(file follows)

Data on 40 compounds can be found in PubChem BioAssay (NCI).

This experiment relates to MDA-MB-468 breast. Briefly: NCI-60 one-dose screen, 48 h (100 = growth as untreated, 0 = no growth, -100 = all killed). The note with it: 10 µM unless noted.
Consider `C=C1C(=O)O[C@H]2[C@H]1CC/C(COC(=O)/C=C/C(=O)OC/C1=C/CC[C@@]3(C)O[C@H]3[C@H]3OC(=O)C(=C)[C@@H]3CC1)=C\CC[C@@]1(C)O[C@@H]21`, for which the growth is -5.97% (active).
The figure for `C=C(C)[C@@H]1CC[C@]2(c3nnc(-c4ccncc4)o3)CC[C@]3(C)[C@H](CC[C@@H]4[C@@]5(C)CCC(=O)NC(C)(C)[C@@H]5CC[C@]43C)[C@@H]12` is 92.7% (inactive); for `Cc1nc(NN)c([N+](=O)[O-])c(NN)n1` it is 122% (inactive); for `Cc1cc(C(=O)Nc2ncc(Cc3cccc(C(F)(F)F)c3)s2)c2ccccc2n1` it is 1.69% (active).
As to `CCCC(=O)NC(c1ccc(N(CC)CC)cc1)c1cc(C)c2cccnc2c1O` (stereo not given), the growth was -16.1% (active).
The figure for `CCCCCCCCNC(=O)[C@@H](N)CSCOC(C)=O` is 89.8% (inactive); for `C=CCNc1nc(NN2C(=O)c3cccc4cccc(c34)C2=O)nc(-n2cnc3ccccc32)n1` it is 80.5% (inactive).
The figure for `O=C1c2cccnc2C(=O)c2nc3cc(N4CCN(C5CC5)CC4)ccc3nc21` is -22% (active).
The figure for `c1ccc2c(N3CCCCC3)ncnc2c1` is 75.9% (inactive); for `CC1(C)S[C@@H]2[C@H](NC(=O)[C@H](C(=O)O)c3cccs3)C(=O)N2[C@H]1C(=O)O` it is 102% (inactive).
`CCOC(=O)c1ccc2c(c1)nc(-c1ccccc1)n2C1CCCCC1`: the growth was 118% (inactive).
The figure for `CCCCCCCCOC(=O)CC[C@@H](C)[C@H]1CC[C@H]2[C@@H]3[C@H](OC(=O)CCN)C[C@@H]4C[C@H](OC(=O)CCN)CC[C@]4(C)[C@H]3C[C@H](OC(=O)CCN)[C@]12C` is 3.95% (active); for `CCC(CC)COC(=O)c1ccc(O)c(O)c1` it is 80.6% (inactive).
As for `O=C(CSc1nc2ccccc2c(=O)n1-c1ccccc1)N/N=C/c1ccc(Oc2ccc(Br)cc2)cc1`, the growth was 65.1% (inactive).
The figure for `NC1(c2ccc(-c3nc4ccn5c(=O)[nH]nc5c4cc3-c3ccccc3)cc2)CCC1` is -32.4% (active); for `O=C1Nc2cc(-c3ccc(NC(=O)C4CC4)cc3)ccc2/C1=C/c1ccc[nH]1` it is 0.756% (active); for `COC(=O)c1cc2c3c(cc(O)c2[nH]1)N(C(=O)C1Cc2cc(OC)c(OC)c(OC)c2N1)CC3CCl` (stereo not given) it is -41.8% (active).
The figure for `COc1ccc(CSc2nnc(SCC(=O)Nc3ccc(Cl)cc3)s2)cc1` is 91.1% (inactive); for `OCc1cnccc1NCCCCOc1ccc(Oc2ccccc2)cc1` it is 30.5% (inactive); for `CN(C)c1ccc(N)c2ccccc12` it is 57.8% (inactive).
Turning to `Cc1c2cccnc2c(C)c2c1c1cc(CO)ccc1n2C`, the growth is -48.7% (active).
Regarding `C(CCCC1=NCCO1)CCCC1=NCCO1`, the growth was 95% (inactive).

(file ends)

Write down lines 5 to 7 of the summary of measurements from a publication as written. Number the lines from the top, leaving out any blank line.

As to `CCCC(=O)NC(c1ccc(N(CC)CC)cc1)c1cc(C)c2cccnc2c1O` (stereo not given), the growth was -16.1% (active).
The figure for `CCCCCCCCNC(=O)[C@@H](N)CSCOC(C)=O` is 89.8% (inactive); for `C=CCNc1nc(NN2C(=O)c3cccc4cccc(c34)C2=O)nc(-n2cnc3ccccc32)n1` it is 80.5% (inactive).
The figure for `O=C1c2cccnc2C(=O)c2nc3cc(N4CCN(C5CC5)CC4)ccc3nc21` is -22% (active).